6. Jessa Slade says:

    The ability to get away is so important to a bullied kid. Maybe that’s what is so unnatural about our society. Most of the time we can’t flee our tormentors. As kids, we are trapped in the school. As adults, we are often trapped in the job. I guess that’s why so many people find release in books: It’s the only way to escape.

  7. Thank you for sharing your story!

  8. Sullivan McPig says:

    @Jess: *hugs* Thanks for sharing your story.

    I myself have been bullied by several people between the age of 6 to 18. After that I think people have tried, but by then I had learned to tune insults out, close myself off to everyone and not give a damn.
    It took me years to learn how to open up again to the people who deserved it.

    I just wish that there had been adults who would have listened to me back then, but no one wanted to have to deal with it and they always belittled the bullying.

    A big thank you to you and the other authors for telling bullied people they’re not alone and that what’s being done to them is wrong!

  9. Thanks for sharing your thoughts 🙂

  10. Jess says:

    @Allison — Anytime, darlin’.

    @Jessa — A very succinct way of saying exactly what I was hoping to express. <3 Thank you for stopping by and being part of the hop, hun.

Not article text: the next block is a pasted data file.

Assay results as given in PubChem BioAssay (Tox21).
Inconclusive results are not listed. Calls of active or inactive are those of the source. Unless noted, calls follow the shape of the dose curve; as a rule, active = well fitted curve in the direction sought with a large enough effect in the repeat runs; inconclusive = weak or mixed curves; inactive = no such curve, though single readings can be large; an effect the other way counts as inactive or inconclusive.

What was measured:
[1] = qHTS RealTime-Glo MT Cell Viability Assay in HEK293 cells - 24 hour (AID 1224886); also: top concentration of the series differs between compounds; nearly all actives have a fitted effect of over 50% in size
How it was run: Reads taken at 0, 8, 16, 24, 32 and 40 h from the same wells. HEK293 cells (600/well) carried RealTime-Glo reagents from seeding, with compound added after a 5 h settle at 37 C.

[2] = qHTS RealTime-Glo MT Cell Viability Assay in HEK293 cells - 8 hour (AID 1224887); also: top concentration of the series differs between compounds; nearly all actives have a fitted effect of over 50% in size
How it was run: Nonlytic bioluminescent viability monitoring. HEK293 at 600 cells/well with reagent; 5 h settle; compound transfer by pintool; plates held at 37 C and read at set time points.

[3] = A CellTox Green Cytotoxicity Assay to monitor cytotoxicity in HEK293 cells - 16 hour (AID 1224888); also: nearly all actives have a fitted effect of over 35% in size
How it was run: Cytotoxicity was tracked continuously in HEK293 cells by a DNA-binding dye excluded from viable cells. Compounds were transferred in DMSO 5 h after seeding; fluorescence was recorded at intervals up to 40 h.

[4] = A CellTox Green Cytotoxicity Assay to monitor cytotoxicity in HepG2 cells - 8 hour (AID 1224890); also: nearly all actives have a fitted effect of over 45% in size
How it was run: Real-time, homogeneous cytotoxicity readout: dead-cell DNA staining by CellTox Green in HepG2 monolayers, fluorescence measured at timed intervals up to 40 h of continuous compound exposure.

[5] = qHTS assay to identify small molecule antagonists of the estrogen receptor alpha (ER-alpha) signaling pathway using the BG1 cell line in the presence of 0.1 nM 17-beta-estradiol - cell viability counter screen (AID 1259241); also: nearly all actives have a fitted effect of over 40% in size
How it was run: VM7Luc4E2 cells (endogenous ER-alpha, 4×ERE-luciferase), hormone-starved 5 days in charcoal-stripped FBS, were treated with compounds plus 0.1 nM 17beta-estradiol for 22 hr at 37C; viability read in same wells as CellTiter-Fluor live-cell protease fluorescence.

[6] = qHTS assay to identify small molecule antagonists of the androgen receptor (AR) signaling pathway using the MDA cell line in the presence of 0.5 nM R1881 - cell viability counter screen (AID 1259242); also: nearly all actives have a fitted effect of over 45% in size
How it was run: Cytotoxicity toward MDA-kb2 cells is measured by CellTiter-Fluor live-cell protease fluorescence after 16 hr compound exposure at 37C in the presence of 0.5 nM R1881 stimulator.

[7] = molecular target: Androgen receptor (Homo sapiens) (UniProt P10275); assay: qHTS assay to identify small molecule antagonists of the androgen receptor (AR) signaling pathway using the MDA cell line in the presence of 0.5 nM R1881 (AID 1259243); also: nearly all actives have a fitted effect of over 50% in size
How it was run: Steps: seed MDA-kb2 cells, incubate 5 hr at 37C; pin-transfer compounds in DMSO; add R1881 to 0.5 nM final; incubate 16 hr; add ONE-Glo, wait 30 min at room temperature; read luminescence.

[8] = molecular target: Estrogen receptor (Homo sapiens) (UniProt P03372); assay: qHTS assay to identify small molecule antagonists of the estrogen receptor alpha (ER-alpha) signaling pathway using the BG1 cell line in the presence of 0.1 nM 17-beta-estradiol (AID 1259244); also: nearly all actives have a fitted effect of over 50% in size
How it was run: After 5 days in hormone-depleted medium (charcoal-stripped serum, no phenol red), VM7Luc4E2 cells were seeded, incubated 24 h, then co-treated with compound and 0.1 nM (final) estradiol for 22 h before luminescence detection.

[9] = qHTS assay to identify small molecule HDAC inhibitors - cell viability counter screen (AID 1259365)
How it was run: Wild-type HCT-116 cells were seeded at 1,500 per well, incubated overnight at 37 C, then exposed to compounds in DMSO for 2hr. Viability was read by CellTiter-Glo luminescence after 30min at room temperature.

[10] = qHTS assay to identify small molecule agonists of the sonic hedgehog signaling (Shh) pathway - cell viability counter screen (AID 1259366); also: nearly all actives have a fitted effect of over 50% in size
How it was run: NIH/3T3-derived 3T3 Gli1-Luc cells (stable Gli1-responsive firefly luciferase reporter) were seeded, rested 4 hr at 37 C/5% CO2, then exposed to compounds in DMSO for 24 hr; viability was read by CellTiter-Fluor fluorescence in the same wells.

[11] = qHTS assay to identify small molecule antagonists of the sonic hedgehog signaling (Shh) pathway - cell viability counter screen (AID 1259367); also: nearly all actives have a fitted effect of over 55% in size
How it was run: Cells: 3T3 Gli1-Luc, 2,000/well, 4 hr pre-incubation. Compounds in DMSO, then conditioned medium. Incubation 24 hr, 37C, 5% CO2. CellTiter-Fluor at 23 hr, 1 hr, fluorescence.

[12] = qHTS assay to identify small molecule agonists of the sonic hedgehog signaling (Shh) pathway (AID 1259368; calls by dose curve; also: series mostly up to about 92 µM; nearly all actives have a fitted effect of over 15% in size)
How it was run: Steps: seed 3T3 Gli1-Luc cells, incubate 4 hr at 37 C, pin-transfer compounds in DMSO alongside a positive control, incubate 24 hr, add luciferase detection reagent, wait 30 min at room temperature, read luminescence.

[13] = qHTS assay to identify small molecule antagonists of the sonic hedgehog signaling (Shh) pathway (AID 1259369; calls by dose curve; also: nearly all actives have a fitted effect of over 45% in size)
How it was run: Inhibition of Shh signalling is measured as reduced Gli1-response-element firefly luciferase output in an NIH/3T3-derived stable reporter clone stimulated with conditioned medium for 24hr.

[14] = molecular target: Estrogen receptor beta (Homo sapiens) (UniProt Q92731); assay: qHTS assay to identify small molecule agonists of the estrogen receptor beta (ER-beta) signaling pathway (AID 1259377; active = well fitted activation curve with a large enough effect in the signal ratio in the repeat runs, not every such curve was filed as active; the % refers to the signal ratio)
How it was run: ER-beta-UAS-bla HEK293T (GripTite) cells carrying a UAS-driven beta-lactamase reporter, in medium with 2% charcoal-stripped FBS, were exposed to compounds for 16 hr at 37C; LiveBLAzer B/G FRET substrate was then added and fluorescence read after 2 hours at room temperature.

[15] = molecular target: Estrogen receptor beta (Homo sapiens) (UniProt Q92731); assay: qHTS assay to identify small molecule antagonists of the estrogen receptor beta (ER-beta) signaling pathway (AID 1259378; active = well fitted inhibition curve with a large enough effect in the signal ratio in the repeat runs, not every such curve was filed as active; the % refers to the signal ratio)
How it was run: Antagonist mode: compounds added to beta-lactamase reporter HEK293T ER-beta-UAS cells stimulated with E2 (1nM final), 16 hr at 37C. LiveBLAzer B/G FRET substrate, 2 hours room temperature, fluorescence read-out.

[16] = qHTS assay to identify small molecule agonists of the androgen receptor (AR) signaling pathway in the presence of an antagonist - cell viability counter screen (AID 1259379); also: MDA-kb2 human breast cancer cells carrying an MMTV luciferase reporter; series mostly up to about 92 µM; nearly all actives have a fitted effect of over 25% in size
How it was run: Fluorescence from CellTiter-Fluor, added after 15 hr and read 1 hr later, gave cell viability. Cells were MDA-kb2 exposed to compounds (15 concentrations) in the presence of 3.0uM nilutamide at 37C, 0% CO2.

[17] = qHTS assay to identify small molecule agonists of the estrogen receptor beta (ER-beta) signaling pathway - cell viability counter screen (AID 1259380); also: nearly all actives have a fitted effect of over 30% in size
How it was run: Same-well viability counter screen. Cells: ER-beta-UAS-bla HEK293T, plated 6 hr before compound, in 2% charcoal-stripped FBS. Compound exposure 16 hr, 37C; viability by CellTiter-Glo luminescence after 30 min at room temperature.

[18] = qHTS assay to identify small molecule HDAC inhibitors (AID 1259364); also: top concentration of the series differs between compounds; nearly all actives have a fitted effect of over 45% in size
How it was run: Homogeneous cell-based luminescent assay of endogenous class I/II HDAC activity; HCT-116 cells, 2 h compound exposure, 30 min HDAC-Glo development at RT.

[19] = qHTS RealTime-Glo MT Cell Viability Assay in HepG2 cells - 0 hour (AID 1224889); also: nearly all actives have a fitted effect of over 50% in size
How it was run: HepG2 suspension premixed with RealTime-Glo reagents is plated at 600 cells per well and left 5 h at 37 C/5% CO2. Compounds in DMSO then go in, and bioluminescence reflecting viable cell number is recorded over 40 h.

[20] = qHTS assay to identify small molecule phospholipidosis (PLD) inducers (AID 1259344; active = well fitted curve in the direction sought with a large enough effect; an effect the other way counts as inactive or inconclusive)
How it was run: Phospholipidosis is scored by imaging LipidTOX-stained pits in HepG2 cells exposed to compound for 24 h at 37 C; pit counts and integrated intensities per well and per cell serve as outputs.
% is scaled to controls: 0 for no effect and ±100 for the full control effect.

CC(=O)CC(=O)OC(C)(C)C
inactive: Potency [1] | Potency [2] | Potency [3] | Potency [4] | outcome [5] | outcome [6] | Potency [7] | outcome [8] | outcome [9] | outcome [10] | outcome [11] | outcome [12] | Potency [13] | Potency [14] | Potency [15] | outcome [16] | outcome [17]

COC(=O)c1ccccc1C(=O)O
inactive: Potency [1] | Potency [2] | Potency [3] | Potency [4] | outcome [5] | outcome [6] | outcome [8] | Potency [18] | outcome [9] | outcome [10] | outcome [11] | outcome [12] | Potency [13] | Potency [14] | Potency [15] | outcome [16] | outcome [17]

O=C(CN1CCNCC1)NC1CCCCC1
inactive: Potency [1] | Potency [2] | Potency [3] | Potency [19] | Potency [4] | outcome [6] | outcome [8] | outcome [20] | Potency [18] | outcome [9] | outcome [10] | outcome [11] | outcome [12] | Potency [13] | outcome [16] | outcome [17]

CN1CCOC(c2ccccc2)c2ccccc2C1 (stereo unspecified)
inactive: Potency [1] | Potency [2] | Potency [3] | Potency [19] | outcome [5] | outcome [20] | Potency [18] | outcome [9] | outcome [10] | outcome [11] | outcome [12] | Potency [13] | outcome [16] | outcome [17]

@Mandy -- A big thank YOU for putting this together!

    @Sullie -- Getting adults to listen and understand is yet another uphill battle, methinks. I was in the same boat.


  11. Jess says:

    Just a quick update with more links. Author Melissa Cutler noted an organization I haven’t heard of before now:

    Also, when I was checking out their page, I saw this website, which also looks like a great resource:


  12. Izzy says:

    Thanks for sharing your story. Like you, I was bullied. I had a really bad time during school and I’m still struggling. When I finished High school, just after I turned 16, the bullying stopped but the damage was already done.

    I found it very difficult to make friends because I was always bullied of the way I looked and that I managed to hurt myself very easily. My classmates thought I was an attention seeker and so the bullying escalated. But you know what the worst part was? I told people what was going on, even about how I thought I was depressed but they didn’t do anything. I even went to a GP about my depression and the bullying but his answer was, “Yeah, so? What do you want me to do about it?” So I stopped talking about it. I even went through periods where I just stopped talking altogether. It was obvious nobody cared so I left it at that.